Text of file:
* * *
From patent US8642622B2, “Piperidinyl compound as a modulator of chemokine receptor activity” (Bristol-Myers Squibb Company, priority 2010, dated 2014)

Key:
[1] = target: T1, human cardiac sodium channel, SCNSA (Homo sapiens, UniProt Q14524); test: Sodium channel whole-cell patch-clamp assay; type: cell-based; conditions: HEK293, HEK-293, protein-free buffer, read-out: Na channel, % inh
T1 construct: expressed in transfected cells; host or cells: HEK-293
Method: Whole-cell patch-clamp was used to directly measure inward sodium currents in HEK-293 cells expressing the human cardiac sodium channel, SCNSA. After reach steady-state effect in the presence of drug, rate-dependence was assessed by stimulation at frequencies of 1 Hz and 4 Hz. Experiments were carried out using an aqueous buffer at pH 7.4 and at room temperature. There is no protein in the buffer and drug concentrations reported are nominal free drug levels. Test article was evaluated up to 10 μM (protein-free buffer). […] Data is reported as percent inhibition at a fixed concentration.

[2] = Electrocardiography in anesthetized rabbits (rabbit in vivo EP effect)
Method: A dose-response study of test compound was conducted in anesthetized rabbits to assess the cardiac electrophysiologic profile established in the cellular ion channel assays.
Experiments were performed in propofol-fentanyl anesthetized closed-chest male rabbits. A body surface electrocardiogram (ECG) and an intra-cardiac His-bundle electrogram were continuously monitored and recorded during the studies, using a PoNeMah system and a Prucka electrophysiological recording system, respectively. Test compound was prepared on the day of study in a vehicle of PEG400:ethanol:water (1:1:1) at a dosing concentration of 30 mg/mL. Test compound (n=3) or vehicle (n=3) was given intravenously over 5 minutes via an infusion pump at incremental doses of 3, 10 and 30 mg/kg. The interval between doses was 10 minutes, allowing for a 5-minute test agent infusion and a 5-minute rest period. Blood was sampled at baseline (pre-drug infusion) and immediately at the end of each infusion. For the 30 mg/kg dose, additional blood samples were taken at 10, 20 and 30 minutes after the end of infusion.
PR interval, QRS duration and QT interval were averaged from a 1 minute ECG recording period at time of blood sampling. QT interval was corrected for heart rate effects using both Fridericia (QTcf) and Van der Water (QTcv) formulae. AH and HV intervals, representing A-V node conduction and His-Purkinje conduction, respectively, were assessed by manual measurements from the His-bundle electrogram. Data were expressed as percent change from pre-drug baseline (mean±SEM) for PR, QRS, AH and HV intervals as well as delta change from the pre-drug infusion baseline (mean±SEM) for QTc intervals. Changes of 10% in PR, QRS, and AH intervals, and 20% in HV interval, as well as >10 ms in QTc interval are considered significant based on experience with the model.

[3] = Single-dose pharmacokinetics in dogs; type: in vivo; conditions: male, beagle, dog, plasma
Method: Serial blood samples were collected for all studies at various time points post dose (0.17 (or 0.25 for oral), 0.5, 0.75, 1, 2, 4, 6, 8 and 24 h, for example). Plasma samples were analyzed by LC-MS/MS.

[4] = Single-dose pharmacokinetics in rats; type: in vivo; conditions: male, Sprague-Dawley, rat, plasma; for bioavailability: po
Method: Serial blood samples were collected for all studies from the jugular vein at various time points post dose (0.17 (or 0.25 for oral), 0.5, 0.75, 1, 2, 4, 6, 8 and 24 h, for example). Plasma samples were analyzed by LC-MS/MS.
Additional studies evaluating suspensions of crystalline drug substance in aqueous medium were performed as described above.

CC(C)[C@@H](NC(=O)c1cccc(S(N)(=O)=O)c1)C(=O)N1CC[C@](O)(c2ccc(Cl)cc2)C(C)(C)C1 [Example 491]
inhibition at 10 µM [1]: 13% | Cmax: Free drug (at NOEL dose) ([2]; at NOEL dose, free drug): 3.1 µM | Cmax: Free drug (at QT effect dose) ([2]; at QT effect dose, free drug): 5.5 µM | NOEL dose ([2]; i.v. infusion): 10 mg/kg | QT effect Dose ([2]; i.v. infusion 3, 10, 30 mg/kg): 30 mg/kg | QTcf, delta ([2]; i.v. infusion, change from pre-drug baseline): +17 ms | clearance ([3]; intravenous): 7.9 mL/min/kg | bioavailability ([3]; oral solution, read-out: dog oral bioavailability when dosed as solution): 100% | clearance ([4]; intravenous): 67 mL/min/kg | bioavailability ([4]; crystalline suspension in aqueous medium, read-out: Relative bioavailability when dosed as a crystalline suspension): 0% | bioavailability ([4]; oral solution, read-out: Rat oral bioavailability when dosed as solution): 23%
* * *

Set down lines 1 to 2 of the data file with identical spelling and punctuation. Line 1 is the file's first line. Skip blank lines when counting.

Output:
From patent US8642622B2, “Piperidinyl compound as a modulator of chemokine receptor activity” (Bristol-Myers Squibb Company, priority 2010, dated 2014)

Key: